a. A shell is swamped when the interior water reaches the gunwales. If a shell begins to swamp, the coxswain should immediate command “Weigh enough! Hold water!”. If rowers stay in the shell, the flotation ends may cause the shell to break apart.
b. Coxswain should direct rowers to untie, and by seat number rowers should carefully, but quickly, slip overboard.
c. If the shell is taking on excessive water, signal the launch and unload rowers by pairs – starting in the middle of the shell – as soon as possible in order to avoid damage to the shell. Pairs should form “buddies” and keep watch of each other. The coxswain should buddy with the stern pair.
d. If rescue is not imminent, take the following steps:
1) Remove oars and place them parallel to the shell. All persons should move to the two ends of the shell. It is dangerous to roll a shell when near riggers.
2) Then roll the boat to form a more stable flotation platform so rowers can either lie on top of the hull or buddies can hold onto each other across the hull.
3) Remember that body heat loss occurs 25 times faster in the water. Do not attempt to roll the boat if rescue is on the way.
e. A launch can shuttle rowers to the nearest shore. Be careful not to overload the launch.
f. When the boat has been brought to the shore, remove the oars. If the ends of the shell have filled with water, they must be drained before the shell can be removed from the water. Lift the shell carefully to avoid injury or damage. A shell full of water is very heavy, so try bailing first, then roll the boat slowly and lift it from the water.
5. Chain of Command / Order of Events
a. During rowing practices and in class or clinic situations, the Coach is in charge. All coxswains and rowers must follow the directions of the coach.
b. All rowers must follow the directions or calls of the coxswain.
c. If there is a health or safety emergency on the water, the Coach will use his or her judgment and call 911. Be sure to note your location and the location of the boat in trouble (Example: I’m calling from Liberty Bay. A four-oared shell has capsized. Five people are in the water. We are North of the Poulsbo Yacht Club.)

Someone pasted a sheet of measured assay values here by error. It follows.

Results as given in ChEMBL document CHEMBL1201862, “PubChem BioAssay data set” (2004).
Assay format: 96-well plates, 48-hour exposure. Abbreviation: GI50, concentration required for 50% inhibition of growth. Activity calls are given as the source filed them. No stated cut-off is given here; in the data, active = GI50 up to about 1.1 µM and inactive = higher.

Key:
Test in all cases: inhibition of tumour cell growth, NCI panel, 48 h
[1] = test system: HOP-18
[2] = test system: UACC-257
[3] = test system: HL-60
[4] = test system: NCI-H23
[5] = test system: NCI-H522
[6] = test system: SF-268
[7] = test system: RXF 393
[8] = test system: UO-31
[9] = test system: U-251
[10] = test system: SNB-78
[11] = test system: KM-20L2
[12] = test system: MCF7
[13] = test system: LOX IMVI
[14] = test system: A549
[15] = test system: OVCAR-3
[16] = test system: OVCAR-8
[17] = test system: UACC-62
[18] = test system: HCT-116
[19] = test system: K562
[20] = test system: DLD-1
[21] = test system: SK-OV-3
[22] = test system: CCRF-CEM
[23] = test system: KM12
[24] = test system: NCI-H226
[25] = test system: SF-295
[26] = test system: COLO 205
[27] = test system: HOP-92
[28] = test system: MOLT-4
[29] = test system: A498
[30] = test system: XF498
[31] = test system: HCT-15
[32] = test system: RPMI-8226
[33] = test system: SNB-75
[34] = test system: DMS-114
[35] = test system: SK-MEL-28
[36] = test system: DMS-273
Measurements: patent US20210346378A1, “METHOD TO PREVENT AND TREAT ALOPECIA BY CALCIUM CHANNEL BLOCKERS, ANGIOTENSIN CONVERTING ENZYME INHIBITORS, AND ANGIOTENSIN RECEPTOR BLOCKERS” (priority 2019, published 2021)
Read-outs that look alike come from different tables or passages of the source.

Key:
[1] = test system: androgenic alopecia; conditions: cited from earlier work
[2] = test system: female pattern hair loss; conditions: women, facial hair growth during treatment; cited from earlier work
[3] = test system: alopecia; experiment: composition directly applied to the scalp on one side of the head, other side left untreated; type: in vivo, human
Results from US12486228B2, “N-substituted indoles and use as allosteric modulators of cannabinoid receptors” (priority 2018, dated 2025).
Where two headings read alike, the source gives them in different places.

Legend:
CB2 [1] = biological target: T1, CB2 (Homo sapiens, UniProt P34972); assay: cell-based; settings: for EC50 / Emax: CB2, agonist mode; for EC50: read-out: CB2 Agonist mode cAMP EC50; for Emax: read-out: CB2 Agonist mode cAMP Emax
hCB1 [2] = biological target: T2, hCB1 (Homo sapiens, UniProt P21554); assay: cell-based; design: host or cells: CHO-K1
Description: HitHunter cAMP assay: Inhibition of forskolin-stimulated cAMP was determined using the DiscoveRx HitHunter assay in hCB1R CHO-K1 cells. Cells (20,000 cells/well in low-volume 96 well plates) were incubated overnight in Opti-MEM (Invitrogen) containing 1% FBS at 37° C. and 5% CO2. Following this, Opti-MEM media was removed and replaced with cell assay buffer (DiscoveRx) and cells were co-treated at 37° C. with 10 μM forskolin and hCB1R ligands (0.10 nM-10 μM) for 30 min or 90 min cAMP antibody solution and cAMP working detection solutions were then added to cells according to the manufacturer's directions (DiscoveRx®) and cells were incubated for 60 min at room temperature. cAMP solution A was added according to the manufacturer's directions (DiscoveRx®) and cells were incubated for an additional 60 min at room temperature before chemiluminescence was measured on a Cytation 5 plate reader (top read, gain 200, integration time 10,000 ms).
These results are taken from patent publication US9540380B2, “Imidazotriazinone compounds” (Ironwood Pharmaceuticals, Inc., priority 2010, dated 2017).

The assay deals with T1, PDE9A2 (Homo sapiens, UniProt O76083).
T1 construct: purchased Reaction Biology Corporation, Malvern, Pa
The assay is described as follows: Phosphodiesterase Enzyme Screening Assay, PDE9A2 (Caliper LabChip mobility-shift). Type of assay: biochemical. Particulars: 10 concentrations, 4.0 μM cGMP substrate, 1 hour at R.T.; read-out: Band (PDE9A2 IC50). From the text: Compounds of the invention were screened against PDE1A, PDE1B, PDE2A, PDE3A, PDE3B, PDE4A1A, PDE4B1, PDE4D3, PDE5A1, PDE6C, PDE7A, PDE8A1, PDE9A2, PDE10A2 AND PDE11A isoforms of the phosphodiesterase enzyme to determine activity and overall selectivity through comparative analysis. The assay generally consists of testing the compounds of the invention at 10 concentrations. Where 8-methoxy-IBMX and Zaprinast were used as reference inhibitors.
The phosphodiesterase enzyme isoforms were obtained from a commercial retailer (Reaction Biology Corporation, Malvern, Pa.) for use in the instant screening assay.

a. All serious incidents (boat collision or medical first aid) must be documented and reported to the KRA Board as soon as possible.
b. In the event of medical treatment or first aid emergencies due to a rowing accident, the Coach or launch driver shall notify the Club President.
1. Properly functioning, well maintained equipment is essential to the safety of rowers.
2. As part of all training courses, and periodically during the course of the season, the Coach should remind rowers and coxswains of the following: If equipment is broken, do not use it. Stop rowing. Rowing with broken equipment will further damage the equipment.
3. Rowers are responsible as they enter the rowing shell to check bolts, riggers, top nuts, foot stretchers, etc. for proper function. They are encouraged to check periodically during practices or races that everything is in order.
4. Coxswains should note any damage or equipment issues in the KRA Rowing Logbook. The Coach is responsible for documenting & reporting any damages or non-functioning equipment to the Maintenance Committee.
5. All rowing shells and oars must be washed with fresh water after each use in salt water.
6. The Equipment and Maintenance Team has authority over all KRA equipment and may remove any equipment from service that they deem to be unsafe or in need of repair.